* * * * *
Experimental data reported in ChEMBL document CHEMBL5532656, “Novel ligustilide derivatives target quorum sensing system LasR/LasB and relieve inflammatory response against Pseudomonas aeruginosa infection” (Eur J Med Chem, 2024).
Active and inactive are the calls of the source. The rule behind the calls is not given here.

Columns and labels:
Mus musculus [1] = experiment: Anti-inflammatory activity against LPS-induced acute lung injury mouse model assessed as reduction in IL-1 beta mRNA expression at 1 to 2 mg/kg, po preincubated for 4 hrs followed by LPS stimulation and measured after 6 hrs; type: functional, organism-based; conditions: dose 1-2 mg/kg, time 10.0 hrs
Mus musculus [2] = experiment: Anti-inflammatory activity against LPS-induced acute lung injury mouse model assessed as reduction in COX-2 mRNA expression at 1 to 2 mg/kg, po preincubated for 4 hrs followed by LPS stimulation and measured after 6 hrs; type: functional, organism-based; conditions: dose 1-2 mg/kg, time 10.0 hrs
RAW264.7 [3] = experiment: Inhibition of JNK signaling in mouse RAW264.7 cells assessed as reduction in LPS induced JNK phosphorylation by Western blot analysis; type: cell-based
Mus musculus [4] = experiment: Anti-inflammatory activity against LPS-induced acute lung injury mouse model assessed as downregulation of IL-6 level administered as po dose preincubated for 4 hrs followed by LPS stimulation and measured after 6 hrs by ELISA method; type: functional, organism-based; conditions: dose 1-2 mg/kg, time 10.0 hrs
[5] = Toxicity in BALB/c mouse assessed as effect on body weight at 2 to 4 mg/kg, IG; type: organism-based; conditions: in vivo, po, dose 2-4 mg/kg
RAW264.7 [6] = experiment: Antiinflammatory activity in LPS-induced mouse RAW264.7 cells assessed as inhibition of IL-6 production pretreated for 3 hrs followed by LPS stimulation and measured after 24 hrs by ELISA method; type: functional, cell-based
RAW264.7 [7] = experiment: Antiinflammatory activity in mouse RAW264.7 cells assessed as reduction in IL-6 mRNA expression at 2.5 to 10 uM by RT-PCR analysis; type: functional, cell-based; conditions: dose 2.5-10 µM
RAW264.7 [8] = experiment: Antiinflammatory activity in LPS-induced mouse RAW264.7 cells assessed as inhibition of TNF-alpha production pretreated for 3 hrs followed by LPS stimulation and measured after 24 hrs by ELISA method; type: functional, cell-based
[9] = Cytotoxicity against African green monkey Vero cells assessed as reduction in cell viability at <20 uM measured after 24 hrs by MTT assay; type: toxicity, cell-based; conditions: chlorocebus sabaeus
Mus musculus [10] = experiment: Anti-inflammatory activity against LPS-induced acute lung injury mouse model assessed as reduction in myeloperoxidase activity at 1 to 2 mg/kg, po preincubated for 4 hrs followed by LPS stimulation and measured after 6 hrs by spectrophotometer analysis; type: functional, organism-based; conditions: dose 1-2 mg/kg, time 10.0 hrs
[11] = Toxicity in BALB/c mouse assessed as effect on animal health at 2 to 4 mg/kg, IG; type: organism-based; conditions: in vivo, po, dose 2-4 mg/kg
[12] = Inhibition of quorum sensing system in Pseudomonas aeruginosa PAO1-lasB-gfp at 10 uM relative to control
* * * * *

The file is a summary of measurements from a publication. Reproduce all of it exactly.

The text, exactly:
Experimental data reported in ChEMBL document CHEMBL5532656, “Novel ligustilide derivatives target quorum sensing system LasR/LasB and relieve inflammatory response against Pseudomonas aeruginosa infection” (Eur J Med Chem, 2024).
Active and inactive are the calls of the source. The rule behind the calls is not given here.

Columns and labels:
Mus musculus [1] = experiment: Anti-inflammatory activity against LPS-induced acute lung injury mouse model assessed as reduction in IL-1 beta mRNA expression at 1 to 2 mg/kg, po preincubated for 4 hrs followed by LPS stimulation and measured after 6 hrs; type: functional, organism-based; conditions: dose 1-2 mg/kg, time 10.0 hrs
Mus musculus [2] = experiment: Anti-inflammatory activity against LPS-induced acute lung injury mouse model assessed as reduction in COX-2 mRNA expression at 1 to 2 mg/kg, po preincubated for 4 hrs followed by LPS stimulation and measured after 6 hrs; type: functional, organism-based; conditions: dose 1-2 mg/kg, time 10.0 hrs
RAW264.7 [3] = experiment: Inhibition of JNK signaling in mouse RAW264.7 cells assessed as reduction in LPS induced JNK phosphorylation by Western blot analysis; type: cell-based
Mus musculus [4] = experiment: Anti-inflammatory activity against LPS-induced acute lung injury mouse model assessed as downregulation of IL-6 level administered as po dose preincubated for 4 hrs followed by LPS stimulation and measured after 6 hrs by ELISA method; type: functional, organism-based; conditions: dose 1-2 mg/kg, time 10.0 hrs
[5] = Toxicity in BALB/c mouse assessed as effect on body weight at 2 to 4 mg/kg, IG; type: organism-based; conditions: in vivo, po, dose 2-4 mg/kg
RAW264.7 [6] = experiment: Antiinflammatory activity in LPS-induced mouse RAW264.7 cells assessed as inhibition of IL-6 production pretreated for 3 hrs followed by LPS stimulation and measured after 24 hrs by ELISA method; type: functional, cell-based
RAW264.7 [7] = experiment: Antiinflammatory activity in mouse RAW264.7 cells assessed as reduction in IL-6 mRNA expression at 2.5 to 10 uM by RT-PCR analysis; type: functional, cell-based; conditions: dose 2.5-10 µM
RAW264.7 [8] = experiment: Antiinflammatory activity in LPS-induced mouse RAW264.7 cells assessed as inhibition of TNF-alpha production pretreated for 3 hrs followed by LPS stimulation and measured after 24 hrs by ELISA method; type: functional, cell-based
[9] = Cytotoxicity against African green monkey Vero cells assessed as reduction in cell viability at <20 uM measured after 24 hrs by MTT assay; type: toxicity, cell-based; conditions: chlorocebus sabaeus
Mus musculus [10] = experiment: Anti-inflammatory activity against LPS-induced acute lung injury mouse model assessed as reduction in myeloperoxidase activity at 1 to 2 mg/kg, po preincubated for 4 hrs followed by LPS stimulation and measured after 6 hrs by spectrophotometer analysis; type: functional, organism-based; conditions: dose 1-2 mg/kg, time 10.0 hrs
[11] = Toxicity in BALB/c mouse assessed as effect on animal health at 2 to 4 mg/kg, IG; type: organism-based; conditions: in vivo, po, dose 2-4 mg/kg
[12] = Inhibition of quorum sensing system in Pseudomonas aeruginosa PAO1-lasB-gfp at 10 uM relative to control